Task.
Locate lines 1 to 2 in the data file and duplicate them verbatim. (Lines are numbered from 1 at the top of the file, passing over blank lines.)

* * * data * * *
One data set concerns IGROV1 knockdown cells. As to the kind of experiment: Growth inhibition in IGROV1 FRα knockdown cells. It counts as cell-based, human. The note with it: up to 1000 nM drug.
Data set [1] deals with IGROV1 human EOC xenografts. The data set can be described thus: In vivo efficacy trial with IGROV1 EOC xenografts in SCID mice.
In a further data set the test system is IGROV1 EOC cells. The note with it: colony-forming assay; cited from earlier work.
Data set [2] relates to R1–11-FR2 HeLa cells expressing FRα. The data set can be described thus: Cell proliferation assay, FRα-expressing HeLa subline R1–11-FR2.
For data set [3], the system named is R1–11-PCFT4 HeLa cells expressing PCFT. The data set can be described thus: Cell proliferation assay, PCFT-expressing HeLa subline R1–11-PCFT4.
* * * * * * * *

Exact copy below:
One data set concerns IGROV1 knockdown cells. As to the kind of experiment: Growth inhibition in IGROV1 FRα knockdown cells. It counts as cell-based, human. The note with it: up to 1000 nM drug.
Data set [1] deals with IGROV1 human EOC xenografts. The data set can be described thus: In vivo efficacy trial with IGROV1 EOC xenografts in SCID mice.